• Submission – the highest level of Christian community involving humility, brokenness, trust, honesty, transparency, and at times repentance and restitution.  This preserves peace and unity.
  • Giving – the practice of honoring God with substance.  This includes tithes, offerings, and giving to those in need.

Disciplines of Abstinence

  • Solitude – having time alone during the day, week, or occasionally getting away from others to spend time with God by yourself.  It causes you to face your own soul.  Jesus often got alone.[4]
  • Silence – to close yourself off from sounds or noise whether it is music, words, or other distractions.  Life is on the go with whirling, buzzing, and chatter, so silence provides an atmosphere to hear.  To refrain from turning on the TV, radio, CD, or other sounds may be difficult at first, but necessary in times of listening to God.
  • Fasting – abstaining from natural food to feast on God.  This can include water for short times, less than three days.  Fasting can include one meal, an entire day, or extended times without food.  Partial fast is abstaining from tasty foods and eating or drinking only what is necessary for strength.  Fasting will reveal the strength of our desires.
  • Frugality – abstain from using money or goods at your disposal to merely satisfy desires for attention or status.  This discipline helps to keep priorities in line.
  • Chastity – “manifesting the qualities of sexual wholeness and integrity in relationship to oneself, to persons of the same sex and to persons of the opposite sex.  Learn to value highly your own personhood and sexuality.  Guard your thought life.  Abstain from any form of entertainment which might indulge improper sexual thoughts.  Deliberately develop positive relationships with those of the opposite sex which are healthy and do not focus on sexuality.  Don’t allow yourself to be put in potentially compromising situations with an individual of the opposite sex.”[5]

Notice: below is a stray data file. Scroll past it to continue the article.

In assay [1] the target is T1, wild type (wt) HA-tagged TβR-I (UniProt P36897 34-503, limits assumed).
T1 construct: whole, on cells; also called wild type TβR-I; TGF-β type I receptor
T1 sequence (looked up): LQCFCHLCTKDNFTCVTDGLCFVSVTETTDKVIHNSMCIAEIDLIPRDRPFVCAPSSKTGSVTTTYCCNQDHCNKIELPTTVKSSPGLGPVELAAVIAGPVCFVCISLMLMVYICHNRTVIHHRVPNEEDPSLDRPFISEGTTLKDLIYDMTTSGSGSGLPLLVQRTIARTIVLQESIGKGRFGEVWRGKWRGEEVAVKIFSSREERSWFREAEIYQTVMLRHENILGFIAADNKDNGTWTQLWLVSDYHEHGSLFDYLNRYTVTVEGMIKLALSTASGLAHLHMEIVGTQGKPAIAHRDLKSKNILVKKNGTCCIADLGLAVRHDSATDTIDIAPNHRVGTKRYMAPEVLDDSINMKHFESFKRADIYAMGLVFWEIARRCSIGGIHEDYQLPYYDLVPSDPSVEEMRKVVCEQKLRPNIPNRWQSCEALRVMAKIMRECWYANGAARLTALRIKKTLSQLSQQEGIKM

• Secrecy – to practice not divulging or discussing to others your good deeds or accomplishments.  Allow God to vindicate you and be your promoter.  This brings great strength, trust, and confidence in God.
  • Sacrifice – to give to others out of your own need.[6] This heightens your awareness that God is your source.

Most Christians live as if spiritual disciplines are only for the real holy and committed Christians, however, Christ taught that all of us that all believers are to be true followers of Christ in all of these spiritual disciplines.


[1] J. Robert Clinton, Clinton’s Biblical Leadership Commentary (Altadena, CA: Barnabas Publishers, 1999) p. 615

[2] Richard Foster, Celebration of Discipline, The Path To Spiritual Growth (New York, NY: HarperCollins Publishers, 1978) p. 7

[3] Ibid., p 1

[4] Luke 9:36; Matthew 14:23

[5] J. Robert Clinton, Clinton’s Biblical Leadership Commentary (Altadena, CA: Barnabas Publishers, 1999) p. 616-618

[6] 2 Corinthians 8:3